Reforming Public Transport in Kigali City

I. Introduction
The Government of Rwanda through the Ministry of Infrastructure (MININFRA) enacted a public transport policy and strategy in October 2012 outlining the potential policy remedial measures to solve public transport problems in Rwanda; on a short term, medium term and long term basis.

One year after (in 2013) the adoption of public transport policy and strategy by the government, Rwanda Utilities Regulatory Authority(RURA) and the City of Kigali embarked a process of reforming Public Transport in Kigali city in a bid to modernize and well organize it.

The initiative that took effect from August 30, 2013 was aiming at restructuring public transport routes in order to reduce distances done by passengers to the nearest bust stop and to create a reliability of public transport services through the formation of scheduled public transport services.
Since then, new routes were created and existing ones extended to increase the route network coverage. The network grew from 42 routes in 2013 to 78 routes in 2016. In commuter buses, a Tap and Go fare collection system was introduced to facilitate reducing the boarding time, reduce revenue leakages.

II. Improvement of Public Transport in the City of Kigali

Given the structure of public transport operators and mode of operation (individual and uncoordinated operations) that characterized public transport systems in Rwanda and in the City of Kigali in particular, service delivery in this sector had been below the allowable standards.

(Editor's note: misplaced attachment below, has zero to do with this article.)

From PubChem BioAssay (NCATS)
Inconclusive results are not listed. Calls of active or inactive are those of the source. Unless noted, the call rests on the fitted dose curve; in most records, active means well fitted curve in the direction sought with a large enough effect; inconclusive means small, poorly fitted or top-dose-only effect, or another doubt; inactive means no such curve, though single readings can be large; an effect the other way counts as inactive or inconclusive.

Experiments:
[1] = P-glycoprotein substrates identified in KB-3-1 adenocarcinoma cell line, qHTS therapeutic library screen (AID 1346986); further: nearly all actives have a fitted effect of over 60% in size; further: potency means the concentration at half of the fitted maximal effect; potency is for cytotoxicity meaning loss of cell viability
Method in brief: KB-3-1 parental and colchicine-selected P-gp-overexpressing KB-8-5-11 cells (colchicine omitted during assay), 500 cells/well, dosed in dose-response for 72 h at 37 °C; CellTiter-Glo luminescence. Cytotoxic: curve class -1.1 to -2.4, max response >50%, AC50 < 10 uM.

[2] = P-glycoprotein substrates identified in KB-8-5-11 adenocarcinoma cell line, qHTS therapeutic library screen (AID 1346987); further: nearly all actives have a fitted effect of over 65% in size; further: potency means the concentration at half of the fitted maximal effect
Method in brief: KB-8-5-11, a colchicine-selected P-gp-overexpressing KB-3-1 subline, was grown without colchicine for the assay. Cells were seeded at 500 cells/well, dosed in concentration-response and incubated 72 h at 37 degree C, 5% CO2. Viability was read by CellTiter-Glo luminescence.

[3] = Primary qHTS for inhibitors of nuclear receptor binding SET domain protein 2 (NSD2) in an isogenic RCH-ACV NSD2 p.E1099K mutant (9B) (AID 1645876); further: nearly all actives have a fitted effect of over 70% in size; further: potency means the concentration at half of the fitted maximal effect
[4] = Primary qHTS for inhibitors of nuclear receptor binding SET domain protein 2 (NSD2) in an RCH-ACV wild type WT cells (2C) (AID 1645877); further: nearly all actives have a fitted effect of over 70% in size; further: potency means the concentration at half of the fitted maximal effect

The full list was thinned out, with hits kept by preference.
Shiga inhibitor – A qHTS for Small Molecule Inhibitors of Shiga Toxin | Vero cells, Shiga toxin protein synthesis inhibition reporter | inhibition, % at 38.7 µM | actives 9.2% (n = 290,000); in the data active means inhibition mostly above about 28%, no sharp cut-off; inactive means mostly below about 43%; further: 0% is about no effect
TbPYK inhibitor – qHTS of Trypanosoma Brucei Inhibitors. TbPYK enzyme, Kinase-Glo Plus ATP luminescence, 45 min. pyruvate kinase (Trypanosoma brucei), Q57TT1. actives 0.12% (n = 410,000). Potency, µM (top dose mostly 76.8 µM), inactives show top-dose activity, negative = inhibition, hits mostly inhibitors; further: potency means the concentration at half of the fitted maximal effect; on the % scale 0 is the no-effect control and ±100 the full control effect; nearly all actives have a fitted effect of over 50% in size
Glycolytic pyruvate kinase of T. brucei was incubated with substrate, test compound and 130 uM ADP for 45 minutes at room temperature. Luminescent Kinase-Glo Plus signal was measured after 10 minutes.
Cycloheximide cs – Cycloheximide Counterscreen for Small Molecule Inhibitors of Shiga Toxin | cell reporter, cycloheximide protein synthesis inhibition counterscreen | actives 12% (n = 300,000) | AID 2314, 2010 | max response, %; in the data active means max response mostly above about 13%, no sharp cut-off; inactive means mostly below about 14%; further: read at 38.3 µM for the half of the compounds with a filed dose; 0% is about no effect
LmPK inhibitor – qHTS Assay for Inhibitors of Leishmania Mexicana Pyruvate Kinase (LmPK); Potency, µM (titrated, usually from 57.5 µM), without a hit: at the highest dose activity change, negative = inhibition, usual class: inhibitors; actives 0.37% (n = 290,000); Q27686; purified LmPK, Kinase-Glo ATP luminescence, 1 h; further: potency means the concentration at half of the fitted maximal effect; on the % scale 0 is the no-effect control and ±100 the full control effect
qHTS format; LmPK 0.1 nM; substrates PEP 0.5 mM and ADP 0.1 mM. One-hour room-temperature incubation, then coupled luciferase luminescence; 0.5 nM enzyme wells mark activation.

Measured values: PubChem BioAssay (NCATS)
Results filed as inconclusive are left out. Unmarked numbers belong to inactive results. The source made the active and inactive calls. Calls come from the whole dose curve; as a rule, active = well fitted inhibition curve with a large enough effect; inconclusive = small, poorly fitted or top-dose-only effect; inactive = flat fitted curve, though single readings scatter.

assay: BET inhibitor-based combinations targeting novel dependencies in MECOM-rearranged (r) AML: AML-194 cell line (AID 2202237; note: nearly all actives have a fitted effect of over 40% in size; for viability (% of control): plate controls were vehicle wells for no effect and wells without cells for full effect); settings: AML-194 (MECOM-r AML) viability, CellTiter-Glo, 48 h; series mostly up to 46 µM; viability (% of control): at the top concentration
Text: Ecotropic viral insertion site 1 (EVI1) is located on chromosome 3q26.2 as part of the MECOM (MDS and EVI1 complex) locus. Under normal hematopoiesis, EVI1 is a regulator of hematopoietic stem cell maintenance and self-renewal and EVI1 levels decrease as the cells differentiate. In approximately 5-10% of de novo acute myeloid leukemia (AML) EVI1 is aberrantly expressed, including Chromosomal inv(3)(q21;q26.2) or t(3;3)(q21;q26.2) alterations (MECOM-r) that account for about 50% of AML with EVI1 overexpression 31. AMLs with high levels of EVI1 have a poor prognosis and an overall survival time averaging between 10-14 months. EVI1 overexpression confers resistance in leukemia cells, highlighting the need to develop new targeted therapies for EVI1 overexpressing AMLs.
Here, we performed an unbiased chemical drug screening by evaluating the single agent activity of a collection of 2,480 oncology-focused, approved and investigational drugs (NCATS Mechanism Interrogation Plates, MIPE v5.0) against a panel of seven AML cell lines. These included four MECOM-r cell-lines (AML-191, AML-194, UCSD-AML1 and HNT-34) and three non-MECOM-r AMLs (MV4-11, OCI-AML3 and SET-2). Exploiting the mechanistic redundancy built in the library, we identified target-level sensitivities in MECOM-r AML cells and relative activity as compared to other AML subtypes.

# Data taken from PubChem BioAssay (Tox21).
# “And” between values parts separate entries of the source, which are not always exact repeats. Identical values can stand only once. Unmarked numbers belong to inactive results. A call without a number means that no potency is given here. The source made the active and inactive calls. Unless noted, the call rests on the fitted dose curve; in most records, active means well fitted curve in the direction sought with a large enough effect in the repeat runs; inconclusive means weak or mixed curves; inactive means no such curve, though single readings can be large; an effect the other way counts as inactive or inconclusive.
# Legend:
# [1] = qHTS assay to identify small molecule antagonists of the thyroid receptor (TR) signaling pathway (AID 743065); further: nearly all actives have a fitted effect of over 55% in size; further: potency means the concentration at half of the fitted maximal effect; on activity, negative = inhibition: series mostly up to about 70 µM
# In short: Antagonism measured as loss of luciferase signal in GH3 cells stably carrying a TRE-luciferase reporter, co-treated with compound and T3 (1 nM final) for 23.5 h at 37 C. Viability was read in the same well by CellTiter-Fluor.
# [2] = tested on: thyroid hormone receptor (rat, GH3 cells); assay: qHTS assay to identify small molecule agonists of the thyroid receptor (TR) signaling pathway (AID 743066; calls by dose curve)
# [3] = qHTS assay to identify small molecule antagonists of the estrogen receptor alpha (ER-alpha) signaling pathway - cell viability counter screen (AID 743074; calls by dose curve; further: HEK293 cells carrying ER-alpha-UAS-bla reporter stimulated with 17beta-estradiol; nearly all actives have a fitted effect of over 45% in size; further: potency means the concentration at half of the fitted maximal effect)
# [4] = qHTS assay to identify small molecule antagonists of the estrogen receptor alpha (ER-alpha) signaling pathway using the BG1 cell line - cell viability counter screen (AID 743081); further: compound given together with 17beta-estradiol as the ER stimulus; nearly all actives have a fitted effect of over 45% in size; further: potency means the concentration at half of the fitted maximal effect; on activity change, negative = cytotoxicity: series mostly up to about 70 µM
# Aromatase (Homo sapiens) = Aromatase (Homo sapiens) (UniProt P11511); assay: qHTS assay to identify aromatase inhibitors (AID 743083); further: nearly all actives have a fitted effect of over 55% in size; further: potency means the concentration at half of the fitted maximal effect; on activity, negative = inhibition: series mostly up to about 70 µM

Subsequent to the cabinet approval of the new public transport policy and strategy for Rwanda in October 2012, the City of Kigali (CoK) in collaboration with the Rwanda Utilities Regulatory Authority (RURA) have embarked on implementation process starting with the reorganization of urban public transport operations with the following main objectives:

a) Putting in place a clear and favorable regulatory framework that encourages investment in public transport as a lucrative sector in the City of Kigali.

b) Redesigning public transport routes in order to reduce distances walked by passengers to the nearest bus stop within City of Kigali;

c) Encouraging the use of modern, smart and bigger buses appropriate for public transport along congested trunk roads in the City of Kigali, and

d) Increasing reliability of public transport services through establishment of scheduled public transport services

II. a : Outcomes of Public Transport Reforms in the City of Kigali

Three years after the re-organization of public transport in the City of Kigali, positive outcomes have been experienced by both passengers and operators despite a few challenges that are being addressed.
The following are the achievements made so far:

No Before the Introduction of the New Public Transport System in CoK After the Introduction of the New Public Transport System in CoK
1 Passenger service vehicles operated only on major routes which required most passengers to walk or use other means of transport such as motorcycles to reach residential areas or to the nearest bus stop; So far thirty six (42) new routes have been created and the existing ones prolonged to reach residential areas in a bid to reduce walking distances to the nearest bus stop. Urban peripherals like Rusheshe, Gikomero, Jali, Mageragere, among the Others have been given public transport routes. The total number of routes is currently Seventy Eight(78).